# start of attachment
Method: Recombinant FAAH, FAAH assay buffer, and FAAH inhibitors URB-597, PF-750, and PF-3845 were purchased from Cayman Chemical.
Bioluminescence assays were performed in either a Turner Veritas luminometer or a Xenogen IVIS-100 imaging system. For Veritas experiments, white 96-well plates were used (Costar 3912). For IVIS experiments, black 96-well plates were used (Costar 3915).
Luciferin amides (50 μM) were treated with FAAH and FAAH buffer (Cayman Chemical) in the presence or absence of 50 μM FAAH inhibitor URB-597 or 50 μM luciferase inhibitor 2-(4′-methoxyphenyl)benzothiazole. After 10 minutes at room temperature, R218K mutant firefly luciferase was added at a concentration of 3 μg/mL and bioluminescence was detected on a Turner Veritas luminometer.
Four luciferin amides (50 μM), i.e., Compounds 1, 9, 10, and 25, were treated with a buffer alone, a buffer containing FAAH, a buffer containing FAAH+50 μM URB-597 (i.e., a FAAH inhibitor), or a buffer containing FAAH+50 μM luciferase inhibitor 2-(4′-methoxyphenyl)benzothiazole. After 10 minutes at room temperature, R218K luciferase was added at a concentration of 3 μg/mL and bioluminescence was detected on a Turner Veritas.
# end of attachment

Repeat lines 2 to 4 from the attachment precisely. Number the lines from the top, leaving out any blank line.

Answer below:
Bioluminescence assays were performed in either a Turner Veritas luminometer or a Xenogen IVIS-100 imaging system. For Veritas experiments, white 96-well plates were used (Costar 3912). For IVIS experiments, black 96-well plates were used (Costar 3915).
Luciferin amides (50 μM) were treated with FAAH and FAAH buffer (Cayman Chemical) in the presence or absence of 50 μM FAAH inhibitor URB-597 or 50 μM luciferase inhibitor 2-(4′-methoxyphenyl)benzothiazole. After 10 minutes at room temperature, R218K mutant firefly luciferase was added at a concentration of 3 μg/mL and bioluminescence was detected on a Turner Veritas luminometer.
Four luciferin amides (50 μM), i.e., Compounds 1, 9, 10, and 25, were treated with a buffer alone, a buffer containing FAAH, a buffer containing FAAH+50 μM URB-597 (i.e., a FAAH inhibitor), or a buffer containing FAAH+50 μM luciferase inhibitor 2-(4′-methoxyphenyl)benzothiazole. After 10 minutes at room temperature, R218K luciferase was added at a concentration of 3 μg/mL and bioluminescence was detected on a Turner Veritas.